Today — June 7, 2019 — is my eleventh anniversary of ordination. Spare a prayer for me today, if you will. Thank you! And thanks be to God.
This past year has been a big one…
First, there was the celebration of my tenth anniversary of priesthood, which was very nice and quite moving. A wonderful group of people from all over committed to praying for me for a year as a special gift for the occasion. I was given a calendar with the names of all who would be praying for me each day. It’s hard to see that gift come to an end — but I am so grateful for all the prayers and I know they have helped greatly. Thank you!
Then, there was my 40th birthday a few months after, which ended up being roughly a 40 day celebration! I believe a total of 14 cakes were involved over that time from so many generous individuals, families, and groups. It was truly a blessed way to begin my 41st year of life!
Not too long after these great celebrations, some ladies surprised me by becoming my Seven Sisters, each having committed to offer a holy hour for me once a week for a year. I am certain that I have done nothing to merit such gifts of prayer; I remain conscience of the warning of our Lord: “Much will be asked of the man to whom much has been given” (Luke 12:48).
Those are just three highlights from a truly blessed year. Coming to today, eleven is not a remarkable number and after all the celebrations of the past year, this anniversary should go by a bit more quietly. But, in any event, I was delighted to see that in God’s providence the gospel for this day is one of my favorite passages: the reconciliation of Peter with Jesus on the seashore, after the resurrection. Simon, do you love me? – Yes Lord, you know that I love you…
Christ tells Peter, “Amen, amen, I say to you, when you were younger, you used to dress yourself and go where you wanted; but when you grow old, you will stretch out your hands, and someone else will dress you and lead you where you do not want to go.” This passage sums up the life journey of all who take up the cross and follow after Jesus Christ: he always takes us a way that we never expected, perhaps through experiences and circumstances we would never have chosen. If we had our druthers we would so often choose the way that is wide and easy, but the Lord takes us by the straight and narrow — and how easily we can stray off the path along the way!
Meditating on this passage, I was reminded of a reflection on the priesthood by then-Cardinal Ratzinger in his book, A New Song for the Lord. I have published it before on the blog, but I’ll paste it again here following:
In the past the Church was always of the opinion that you could not study theology like any other profession, simply as a means of earning money. For then we are treating the word of God like a thing that belongs to us, and this is not the case. Moses had to take off his shoes before the burning bush. We could also say that those who expose themselves to the radioactive beams of the word of God – indeed those who deal with it professionally – must be prepared to live in such a proximity or else be burned. How real this danger is can be seen by the fact that all the major crises of the Church were connected in an essential way to the clergy’s downfall, for whom contact with the holy was no longer the exciting and dangerous mystery of the burning nearness of the Most Holy, but a comfortable way to make their living. The preparation that is required to be able to run the risk of professional nearness to the mystery of God can find its valid expression in the command of Moses to take off his shoes. Since shoes are made of leather, the hide of dead animals, they were regarded as a manifestation of what is dead. We must free ourselves from what is dead so that we can be in the proximity of the One who is life. The dead – these are first of all the excessive amounts of dead things, of possessions with which people surround themselves. They are also those attitudes which oppose the paschal path: only those who lose themselves find themselves. The priesthood requires leaving bourgeois existence behind; it has to incorporate the losing of oneself in a structural way. The Church’s connecting of celibacy and priesthood is the result of such considerations: celibacy is the strongest contradiction to the ordinary fulfillment of life. Whoever accepts the priesthood deep down inside cannot view it as a profession for making a living; rather he must somehow say yes to the renunciation of his life project and let himself be girded and led by another to a place where he really did not want to go. […] And along the entire path there remains the condition of keeping the contact with the Lord alive. For if we turn our eyes from him we will inevitably end up like Peter on his way to Jesus across the water: only the Lord’s gaze can overcome gravity – but it really can. We always remain sinners, but if his gaze holds us the waters of the deep lose their power.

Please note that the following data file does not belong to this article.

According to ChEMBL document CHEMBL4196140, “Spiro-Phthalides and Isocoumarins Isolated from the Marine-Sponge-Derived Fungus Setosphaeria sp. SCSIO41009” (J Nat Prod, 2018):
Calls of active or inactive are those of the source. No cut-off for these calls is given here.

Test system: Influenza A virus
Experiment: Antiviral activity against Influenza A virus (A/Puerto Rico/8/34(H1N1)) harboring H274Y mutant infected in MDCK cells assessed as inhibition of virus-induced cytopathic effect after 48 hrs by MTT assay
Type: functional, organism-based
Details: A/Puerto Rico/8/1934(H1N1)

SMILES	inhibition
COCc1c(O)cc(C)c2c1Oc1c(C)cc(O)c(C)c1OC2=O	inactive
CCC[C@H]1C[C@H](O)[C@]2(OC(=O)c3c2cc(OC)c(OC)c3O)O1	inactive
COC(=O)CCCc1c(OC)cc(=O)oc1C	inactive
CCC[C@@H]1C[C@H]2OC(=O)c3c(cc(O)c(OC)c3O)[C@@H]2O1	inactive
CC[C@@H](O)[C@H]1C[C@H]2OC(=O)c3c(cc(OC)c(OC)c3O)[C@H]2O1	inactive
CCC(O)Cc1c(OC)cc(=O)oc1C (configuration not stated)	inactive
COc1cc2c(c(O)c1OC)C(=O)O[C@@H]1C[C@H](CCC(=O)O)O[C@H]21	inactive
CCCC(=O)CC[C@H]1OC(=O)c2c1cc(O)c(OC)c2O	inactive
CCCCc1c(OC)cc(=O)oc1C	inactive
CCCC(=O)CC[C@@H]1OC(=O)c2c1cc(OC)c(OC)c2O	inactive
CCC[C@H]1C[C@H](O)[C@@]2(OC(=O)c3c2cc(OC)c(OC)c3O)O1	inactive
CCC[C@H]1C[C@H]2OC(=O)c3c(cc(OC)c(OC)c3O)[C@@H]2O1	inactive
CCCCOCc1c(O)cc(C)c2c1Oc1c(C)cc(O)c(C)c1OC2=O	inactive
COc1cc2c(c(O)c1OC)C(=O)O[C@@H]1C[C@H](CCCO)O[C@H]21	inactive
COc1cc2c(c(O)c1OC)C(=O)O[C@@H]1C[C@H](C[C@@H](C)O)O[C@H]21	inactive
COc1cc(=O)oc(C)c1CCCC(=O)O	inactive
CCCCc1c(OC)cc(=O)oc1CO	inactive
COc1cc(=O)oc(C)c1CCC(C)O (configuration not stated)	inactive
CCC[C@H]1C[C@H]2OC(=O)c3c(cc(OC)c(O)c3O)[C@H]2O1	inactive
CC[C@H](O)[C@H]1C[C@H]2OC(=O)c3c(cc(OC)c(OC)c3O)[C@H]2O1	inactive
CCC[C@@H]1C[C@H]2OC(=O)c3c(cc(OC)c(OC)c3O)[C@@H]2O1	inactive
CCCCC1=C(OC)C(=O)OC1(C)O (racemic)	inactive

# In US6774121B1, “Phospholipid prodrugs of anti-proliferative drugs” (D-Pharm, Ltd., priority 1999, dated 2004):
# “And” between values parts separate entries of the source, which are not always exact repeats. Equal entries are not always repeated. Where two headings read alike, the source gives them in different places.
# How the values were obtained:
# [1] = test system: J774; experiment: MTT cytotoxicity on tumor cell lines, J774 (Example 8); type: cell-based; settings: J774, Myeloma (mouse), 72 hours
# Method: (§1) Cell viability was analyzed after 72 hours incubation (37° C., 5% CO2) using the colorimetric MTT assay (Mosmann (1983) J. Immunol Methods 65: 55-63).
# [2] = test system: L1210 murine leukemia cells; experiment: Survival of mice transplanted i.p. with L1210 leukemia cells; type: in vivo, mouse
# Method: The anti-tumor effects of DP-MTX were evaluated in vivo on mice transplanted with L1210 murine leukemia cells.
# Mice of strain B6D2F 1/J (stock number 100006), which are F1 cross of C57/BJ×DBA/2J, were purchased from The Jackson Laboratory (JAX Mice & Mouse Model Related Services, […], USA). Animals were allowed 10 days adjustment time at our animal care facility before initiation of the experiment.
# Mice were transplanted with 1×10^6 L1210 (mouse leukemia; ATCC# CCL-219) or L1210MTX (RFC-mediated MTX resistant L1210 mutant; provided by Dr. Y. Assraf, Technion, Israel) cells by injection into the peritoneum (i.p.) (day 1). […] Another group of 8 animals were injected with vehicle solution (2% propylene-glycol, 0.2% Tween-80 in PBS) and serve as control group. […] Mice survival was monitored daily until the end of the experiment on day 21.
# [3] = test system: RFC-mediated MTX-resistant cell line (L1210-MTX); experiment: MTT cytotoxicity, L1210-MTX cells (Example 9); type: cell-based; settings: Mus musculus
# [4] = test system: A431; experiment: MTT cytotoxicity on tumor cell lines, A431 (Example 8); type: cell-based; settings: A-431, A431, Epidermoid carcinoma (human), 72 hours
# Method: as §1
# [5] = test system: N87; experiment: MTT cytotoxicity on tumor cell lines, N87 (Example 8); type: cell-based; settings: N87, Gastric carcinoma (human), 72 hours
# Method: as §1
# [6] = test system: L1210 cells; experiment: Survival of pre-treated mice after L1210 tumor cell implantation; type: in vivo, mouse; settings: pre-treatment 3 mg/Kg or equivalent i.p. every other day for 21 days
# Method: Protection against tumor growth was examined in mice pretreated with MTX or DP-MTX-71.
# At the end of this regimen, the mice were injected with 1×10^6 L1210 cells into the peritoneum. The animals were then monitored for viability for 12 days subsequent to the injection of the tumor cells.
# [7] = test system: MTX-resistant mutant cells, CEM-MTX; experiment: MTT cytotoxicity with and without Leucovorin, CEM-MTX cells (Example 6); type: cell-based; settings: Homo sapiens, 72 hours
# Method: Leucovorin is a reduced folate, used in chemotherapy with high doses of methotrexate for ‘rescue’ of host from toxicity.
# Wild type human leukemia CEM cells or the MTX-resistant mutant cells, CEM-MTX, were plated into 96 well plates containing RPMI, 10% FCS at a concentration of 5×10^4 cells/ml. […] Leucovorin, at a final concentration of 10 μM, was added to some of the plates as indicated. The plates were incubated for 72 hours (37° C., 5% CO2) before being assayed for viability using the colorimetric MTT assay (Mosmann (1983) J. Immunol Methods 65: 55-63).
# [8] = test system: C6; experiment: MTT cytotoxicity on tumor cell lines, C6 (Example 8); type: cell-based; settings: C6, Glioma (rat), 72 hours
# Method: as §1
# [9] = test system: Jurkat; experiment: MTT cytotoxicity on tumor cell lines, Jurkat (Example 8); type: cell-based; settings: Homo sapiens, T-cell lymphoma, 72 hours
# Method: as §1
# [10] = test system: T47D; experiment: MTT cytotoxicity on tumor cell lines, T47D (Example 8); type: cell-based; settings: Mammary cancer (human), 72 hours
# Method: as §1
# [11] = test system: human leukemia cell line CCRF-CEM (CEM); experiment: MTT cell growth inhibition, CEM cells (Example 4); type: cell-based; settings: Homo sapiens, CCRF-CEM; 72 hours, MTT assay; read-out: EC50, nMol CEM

– A New Song for the Lord, pp. 173-174.
So this is my wish today, as I give thanks to God for these eleven years and look forward to the future: may I obey him in going the way I “did not want to go” — may I follow him faithfully, wherever he leads. This is what the Church needs from us all today — but especially from us priests. Only true holiness will cause us to emerge from this age of scandals and division. There are no easy, technical solutions for what ails us at present.
Lord, please help me and all priests never to take our eyes off you and always to follow your path! Amen.